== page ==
If Microsoft 365 security is so great, why do its customers keep getting hacked?

Agility is a casualty when you own most of the enterprise email market

Sponsored Microsoft 365 is so ubiquitous these days that it's difficult to avoid. It succeeded in part because it filled a yawning gap in email, adding security to a technology that had little of it in its original form. In spite of the extra controls that it offers, though, customer data breaches keep happening. Why?

Email is still a major delivery system for digital pathogens. Verizon's 2020 Data Breach Investigation Report cited email links as the number one delivery mechanism for malware. Attachments delivered via email came fourth.

If anyone is well-positioned to flip a switch and solve the email security problem entirely, it would be Microsoft. It had almost 258 million commercial seats for Microsoft 365 in its third fiscal quarter, the three months to April 29, 2020, and it's growing rapidly. According to BitGlass, which surveyed the market in November 2019, Microsoft 365 had a 79 percent adoption rate.

There are still many companies using their own mail services or alternatives from third parties, but Microsoft 365 is creating something that looks increasingly like a monoculture. Mimecast's numbers seem to bear this out. In its 2020 State of Security report, it found that 96 percent of respondents used Microsoft 365 for email delivery.

One size doesn't fit all

Yet the company hasn't been able to solve the email security problem. That's because one size doesn't fit all. Flocking to a single service and assuming that it will solve all your security problems is dangerous, because each company has different infrastructure needs, employees, and risk profiles. A healthcare company needing a secure way to exchange sensitive patient data needs a different approach to email than a local joinery sending over material spec sheets to a client.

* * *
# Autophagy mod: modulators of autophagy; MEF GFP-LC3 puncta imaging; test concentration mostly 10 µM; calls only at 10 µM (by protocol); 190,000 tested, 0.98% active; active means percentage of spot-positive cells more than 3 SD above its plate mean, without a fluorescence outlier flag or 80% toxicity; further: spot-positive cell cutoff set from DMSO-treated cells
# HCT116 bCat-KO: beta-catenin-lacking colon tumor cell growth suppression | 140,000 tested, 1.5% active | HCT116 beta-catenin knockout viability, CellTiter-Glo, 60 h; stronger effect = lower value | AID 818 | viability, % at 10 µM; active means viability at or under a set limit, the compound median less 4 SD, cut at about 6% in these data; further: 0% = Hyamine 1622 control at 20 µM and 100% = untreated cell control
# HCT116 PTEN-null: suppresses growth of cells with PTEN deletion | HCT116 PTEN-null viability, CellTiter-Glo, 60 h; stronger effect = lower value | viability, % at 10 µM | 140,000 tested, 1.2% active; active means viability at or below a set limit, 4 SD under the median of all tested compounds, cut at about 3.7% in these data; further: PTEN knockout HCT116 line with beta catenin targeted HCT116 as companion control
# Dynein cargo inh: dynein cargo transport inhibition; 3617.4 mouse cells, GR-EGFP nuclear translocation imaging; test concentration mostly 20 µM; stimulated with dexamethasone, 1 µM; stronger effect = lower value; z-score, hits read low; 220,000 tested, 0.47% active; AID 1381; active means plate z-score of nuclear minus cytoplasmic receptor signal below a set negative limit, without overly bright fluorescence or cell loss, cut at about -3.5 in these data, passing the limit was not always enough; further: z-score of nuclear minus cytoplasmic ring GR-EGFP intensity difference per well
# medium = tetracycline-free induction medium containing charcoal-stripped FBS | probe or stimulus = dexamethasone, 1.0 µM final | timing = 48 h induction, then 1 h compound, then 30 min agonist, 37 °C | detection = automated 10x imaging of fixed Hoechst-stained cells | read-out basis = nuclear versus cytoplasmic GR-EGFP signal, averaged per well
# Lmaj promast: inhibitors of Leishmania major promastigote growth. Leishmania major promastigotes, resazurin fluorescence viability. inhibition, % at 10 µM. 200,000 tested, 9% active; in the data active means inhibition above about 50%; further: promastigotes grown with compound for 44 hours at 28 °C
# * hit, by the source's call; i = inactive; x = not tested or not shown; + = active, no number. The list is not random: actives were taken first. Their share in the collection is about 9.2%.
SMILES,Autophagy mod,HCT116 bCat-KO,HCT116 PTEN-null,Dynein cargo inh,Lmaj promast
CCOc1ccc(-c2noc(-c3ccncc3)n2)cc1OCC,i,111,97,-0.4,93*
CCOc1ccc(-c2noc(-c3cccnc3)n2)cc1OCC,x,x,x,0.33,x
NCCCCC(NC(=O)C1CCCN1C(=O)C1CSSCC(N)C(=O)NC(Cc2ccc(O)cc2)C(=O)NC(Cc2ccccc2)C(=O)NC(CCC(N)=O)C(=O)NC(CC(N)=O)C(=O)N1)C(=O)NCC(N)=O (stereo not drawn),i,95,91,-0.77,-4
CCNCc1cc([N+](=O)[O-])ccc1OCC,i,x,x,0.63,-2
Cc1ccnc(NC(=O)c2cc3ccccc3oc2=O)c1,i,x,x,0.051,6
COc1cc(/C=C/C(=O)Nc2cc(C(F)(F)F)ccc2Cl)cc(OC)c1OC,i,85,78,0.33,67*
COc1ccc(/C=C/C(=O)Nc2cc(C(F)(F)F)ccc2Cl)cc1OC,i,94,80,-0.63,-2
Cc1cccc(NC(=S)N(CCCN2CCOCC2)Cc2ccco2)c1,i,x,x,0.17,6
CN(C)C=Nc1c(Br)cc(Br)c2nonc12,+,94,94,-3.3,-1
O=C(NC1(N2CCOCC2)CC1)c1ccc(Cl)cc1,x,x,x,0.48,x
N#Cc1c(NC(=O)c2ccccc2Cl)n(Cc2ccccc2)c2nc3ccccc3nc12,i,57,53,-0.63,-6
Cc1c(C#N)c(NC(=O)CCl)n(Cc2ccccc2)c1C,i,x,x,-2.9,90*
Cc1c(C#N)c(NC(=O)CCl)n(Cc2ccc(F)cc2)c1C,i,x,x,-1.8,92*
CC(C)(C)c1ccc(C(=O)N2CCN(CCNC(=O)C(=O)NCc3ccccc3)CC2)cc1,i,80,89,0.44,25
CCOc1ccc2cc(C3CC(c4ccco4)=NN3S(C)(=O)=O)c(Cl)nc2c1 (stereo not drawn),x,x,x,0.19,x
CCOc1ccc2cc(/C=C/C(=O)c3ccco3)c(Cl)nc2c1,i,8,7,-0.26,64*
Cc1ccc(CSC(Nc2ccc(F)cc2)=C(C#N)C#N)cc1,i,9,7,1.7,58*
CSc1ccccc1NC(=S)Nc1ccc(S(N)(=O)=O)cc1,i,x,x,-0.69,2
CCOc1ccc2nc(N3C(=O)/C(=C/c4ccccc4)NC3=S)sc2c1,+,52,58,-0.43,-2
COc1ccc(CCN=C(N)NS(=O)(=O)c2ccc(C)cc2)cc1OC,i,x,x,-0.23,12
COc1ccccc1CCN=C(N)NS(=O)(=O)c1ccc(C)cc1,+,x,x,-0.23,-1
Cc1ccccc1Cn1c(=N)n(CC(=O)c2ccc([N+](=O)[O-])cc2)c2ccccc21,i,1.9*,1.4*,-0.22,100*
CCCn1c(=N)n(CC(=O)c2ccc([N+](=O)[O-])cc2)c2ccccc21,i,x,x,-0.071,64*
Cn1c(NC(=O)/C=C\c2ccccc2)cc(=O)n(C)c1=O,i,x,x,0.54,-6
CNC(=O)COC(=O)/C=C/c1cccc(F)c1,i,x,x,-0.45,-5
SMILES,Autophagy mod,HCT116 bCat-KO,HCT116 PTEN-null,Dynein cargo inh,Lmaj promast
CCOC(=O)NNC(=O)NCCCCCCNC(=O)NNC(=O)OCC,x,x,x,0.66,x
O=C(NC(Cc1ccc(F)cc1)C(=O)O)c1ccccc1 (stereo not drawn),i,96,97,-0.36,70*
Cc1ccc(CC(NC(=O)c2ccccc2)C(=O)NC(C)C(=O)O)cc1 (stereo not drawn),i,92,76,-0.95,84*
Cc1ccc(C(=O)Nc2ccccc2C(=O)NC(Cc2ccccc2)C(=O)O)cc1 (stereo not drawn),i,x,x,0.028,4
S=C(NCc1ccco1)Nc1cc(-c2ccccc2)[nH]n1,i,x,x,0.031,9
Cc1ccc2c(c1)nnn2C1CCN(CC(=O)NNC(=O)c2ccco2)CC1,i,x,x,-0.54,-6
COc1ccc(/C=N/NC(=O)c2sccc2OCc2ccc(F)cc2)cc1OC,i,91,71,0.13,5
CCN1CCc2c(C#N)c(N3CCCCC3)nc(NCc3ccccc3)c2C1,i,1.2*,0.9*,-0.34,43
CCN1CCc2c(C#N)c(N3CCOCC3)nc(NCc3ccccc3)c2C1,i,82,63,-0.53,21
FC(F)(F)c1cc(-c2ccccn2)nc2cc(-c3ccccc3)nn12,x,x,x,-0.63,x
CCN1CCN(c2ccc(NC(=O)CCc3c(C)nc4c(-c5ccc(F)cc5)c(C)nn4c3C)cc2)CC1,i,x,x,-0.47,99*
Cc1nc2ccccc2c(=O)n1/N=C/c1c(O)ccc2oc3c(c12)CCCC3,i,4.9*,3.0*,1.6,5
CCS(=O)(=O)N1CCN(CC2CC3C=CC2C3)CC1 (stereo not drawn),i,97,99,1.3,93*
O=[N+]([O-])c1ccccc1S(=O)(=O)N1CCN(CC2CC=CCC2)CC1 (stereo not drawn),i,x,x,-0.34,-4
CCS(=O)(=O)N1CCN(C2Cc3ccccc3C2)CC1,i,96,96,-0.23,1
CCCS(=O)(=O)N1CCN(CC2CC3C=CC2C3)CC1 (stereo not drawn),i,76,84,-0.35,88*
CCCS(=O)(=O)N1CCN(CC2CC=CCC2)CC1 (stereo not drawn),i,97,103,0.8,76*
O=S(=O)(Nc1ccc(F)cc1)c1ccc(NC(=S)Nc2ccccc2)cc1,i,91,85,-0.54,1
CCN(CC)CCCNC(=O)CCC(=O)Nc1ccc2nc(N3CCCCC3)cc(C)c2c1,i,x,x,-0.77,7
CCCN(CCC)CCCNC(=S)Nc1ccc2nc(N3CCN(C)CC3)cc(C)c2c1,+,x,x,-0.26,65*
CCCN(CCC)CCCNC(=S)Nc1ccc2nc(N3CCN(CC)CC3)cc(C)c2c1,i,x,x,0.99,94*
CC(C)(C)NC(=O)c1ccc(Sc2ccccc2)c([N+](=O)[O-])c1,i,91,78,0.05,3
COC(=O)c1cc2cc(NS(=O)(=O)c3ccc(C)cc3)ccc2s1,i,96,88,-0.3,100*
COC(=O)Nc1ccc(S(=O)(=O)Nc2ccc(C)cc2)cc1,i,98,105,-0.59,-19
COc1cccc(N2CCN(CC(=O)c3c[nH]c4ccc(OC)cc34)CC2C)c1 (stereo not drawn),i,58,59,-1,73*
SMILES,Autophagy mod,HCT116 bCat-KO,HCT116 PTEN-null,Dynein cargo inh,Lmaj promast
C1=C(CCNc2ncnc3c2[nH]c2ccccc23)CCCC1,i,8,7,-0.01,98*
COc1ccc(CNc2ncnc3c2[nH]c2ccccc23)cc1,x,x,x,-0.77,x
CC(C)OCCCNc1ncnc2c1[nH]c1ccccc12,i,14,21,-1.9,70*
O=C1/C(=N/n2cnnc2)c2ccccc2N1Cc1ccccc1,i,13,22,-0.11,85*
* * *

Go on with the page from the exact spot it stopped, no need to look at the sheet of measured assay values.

Perhaps that's why those Mimecast respondents found that not all was happy in Microsoft 365 land. Only about 22 per cent of the companies it surveyed agreed that the service offered them world-class security, and 59 per cent had experienced an outage with it in the prior year.

That's the problem with cloud services: they're rock-solid. Dependable. Uncrashable. Until they aren't. Remember The Great Office 365 Outage Of 2017, when the service fell over during Microsoft's Build conference? The company never did explain why. Or that time last October when Microsoft's multi-factor authentication system took down Microsoft 365 access? These aren't the only incidents where customers have been left without mail.

The cloud is so complex that simple human error can mess it up, which doesn't bode well for the future. Availability and security are linked. If a legitimate problem with a network provider can take the entire empire down, what might a well-planned DDoS attack do?

There's no real business continuity system in place to ensure that Microsoft 365 doesn't go down. That's why Mimecast found 65 per cent of companies adding more layers of cyber resilience to cope with the problem.